I painted this watercolor in January 2020. A typical northeast gray winter afternoon. The sun is shrouded in thick clouds. In January this place is very quiet and solitude is possible. In the spring, summer, and fall – get your socializing hat on.
I often get excited about the idea of planting trees near my home. Trees that will grow to become old, gnarled giants – beautiful sentient beings that amaze us. Then, a selfish reminder sets in. I will not be around to witness the transformation; my lignin endowed friends and I live on different timescales.
But wait. I can still plant things and watch them grow to large proportions in my lifetime! Trees, such as water loving willow species grow rapidly and reach mature size in just 15 years. Shrubs likes Red Osier Dogwood can grow to their maximum size in just a few years. Better yet – tall native perennials like Joe-Pye weed can grow a foot taller than me by its 2nd year of growth.
Still, how many of us have watched a little green Shagbark Hickory sapling spring 120 feet upward and put on fierce slabs of gnarled bark, pointing every which way? How many of us have planted American Sycamore and hung around long enough to see its smooth gray bark become a rugged mass, adorned with white, brown, and gray-green flakes? In the winter, the Sycamore takes on a ghostly form, as monster’s white tentacles reach out over icy water.
Finally, I come full circle and realize that my initial excitement is valid. Shortsighted are gardeners who plants trees for themselves only. Who am I to prevent air and water purification, food and shelter for living organisms, and many other gifts offered by trees? Plant trees I will – and if the exotic bug doesn’t get them, maybe my grandchildren will have a magical place to swing and climb
The Stairway to Heaven hike in Vernon showcases some of the most beautiful parts of northern New Jersey. But what did I choose to paint from this hike? A puddle of mud! I’m sorry, but beautiful vistas don’t always scream “paint me”. I found beauty in this mud puddle for these reasons – simplicity, reflection, composition, and color. The view from a mountain top can make for an excellent painting, but I’m craving a certain something else these days – something sort of interesting, though difficult to pinpoint.
I like a good architectural challenge once in a while – buildings in truthful perspective, arranged with charm. This time, I”ll take a couple of cedar trees and a muddy path, please. The freedom to paint a simple landscape promotes a sense of joy and relief, as if a tremendous weight has been lifted.
I’ve broken a painting rule – the reflection of a subject in water should be darker than the actual subject. Not in this painting. But that’s the way it is – there is a thin layer of water covering the muddy path, making the reflection of the tree appear lighter because the sun shining on the mud under the water is bright.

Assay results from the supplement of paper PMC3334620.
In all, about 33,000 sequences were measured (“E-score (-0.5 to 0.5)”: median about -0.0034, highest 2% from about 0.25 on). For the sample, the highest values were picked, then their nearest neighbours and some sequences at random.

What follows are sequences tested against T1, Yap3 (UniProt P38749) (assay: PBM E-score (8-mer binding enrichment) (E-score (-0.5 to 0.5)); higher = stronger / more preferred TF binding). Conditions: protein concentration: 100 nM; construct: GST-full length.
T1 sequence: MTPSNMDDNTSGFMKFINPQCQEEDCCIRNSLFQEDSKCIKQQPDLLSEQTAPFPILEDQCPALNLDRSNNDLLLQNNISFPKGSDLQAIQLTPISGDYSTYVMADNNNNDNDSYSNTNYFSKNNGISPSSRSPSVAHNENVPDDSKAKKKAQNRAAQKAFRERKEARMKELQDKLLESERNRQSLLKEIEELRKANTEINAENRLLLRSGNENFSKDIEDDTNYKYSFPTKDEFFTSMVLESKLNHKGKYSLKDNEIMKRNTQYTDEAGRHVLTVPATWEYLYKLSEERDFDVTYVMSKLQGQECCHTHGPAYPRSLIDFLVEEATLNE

There’s no mountain in the background, but artistic liberties must be taken to make things a bit more interesting. Even without the mountain, the composition of this scene made me stop walking. I saw the potential for wonderful depth – the muddy path and lighting draws the viewer further into the painting.
This scene is located at the base of Waywayanda Mountain. The habit is mostly field with numerous red cedar pioneering the area. Whether the trees were planted here, I do not know. I found the color contract tremendous. Red-ish green cedar trees (hence the name Red Cedar, Juniperus virginiana) against a straw-yellow field, with a cobalt-blue bright sky (some of that in the reflection).
That’s what hooked me then, not sure what will hook me next 🙂
Sometimes inspiration comes from a photo taken by your sister-in-law. I’m not sure what about the photo inspired me, but for some reason I just wanted to paint it. It’s great to see kids playing outside. The cold northeastern weather doesn’t seem to bother them. They are happy and curious exploring the streets of East Stroudsburg, Pennsylvania with their parents.
Mitchella repens (Partridge berry). This is an often overlooked, wonderful evergreen ground cover for shade/part shade in the garden. It is fairly common in the deciduous forest understory. Unfortunately, I didn’t find any with the red berries still intact (which I hear are edible). This plant is somewhat slow growing and it eventually forms a dense carpet. When in bloom, the little white flowers are structured so that they prevent self-fertilization, thus promoting genetic diversity! And, it is the only plant in its genus in North America.
The photo I worked from to help guide this painting was taken a couple of years ago. I’m not sure what made me go back in time; maybe the light effect, maybe the time of year. I wanted to show the light coming in from the background to light up the river with enough contrast with dark areas of the river, to keep it interesting. Things may seem just gray and brown this time of year, but I think the lighting in the winter is tremendous – like a lamp with a dimmer adjustment, yet positioned at a certain angle to still create dramatic effects.
I missed the peak “leaf peeping” time at Harriman this year. No bright red orange gold here. Just the remnants of gold and russet. I think I prefer this bittersweet ending scene instead of the “everything on fire” autumn scene. Can you tell I’m an introvert?